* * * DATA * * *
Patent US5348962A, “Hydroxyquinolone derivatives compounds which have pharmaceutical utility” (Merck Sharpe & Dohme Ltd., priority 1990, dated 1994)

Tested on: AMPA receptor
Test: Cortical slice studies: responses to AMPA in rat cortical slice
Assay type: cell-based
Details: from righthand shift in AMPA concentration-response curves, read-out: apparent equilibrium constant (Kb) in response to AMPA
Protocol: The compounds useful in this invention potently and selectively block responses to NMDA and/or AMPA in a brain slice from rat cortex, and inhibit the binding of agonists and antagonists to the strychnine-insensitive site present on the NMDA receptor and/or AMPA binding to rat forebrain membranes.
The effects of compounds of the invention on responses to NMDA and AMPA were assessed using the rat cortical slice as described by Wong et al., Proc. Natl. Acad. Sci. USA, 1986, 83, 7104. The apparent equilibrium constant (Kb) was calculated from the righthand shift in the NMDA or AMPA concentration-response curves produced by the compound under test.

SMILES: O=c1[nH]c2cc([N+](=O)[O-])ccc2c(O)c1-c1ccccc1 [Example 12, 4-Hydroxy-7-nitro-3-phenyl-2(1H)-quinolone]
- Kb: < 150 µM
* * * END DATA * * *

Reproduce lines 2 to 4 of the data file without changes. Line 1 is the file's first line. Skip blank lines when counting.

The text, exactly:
Tested on: AMPA receptor
Test: Cortical slice studies: responses to AMPA in rat cortical slice
Assay type: cell-based